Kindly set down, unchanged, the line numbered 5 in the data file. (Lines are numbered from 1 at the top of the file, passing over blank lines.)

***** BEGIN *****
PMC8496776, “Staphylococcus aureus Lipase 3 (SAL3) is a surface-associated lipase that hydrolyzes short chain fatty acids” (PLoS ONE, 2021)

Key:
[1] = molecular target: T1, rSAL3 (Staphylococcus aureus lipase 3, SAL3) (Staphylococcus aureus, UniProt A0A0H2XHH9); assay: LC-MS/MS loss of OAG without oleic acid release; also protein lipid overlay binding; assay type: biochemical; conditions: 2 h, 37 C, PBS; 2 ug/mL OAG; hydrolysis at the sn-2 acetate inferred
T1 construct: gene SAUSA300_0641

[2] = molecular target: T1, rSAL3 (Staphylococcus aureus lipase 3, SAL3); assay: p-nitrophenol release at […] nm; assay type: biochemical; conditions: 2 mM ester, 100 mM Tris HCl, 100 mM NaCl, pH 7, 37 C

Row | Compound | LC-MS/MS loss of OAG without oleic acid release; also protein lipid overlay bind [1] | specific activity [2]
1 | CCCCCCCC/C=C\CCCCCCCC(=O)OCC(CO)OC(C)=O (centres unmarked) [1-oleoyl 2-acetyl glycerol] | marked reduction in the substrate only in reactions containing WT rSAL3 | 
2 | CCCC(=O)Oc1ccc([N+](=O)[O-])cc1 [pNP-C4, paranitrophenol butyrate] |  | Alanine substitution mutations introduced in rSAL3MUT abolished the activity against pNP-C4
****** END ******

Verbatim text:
[2] = molecular target: T1, rSAL3 (Staphylococcus aureus lipase 3, SAL3); assay: p-nitrophenol release at […] nm; assay type: biochemical; conditions: 2 mM ester, 100 mM Tris HCl, 100 mM NaCl, pH 7, 37 C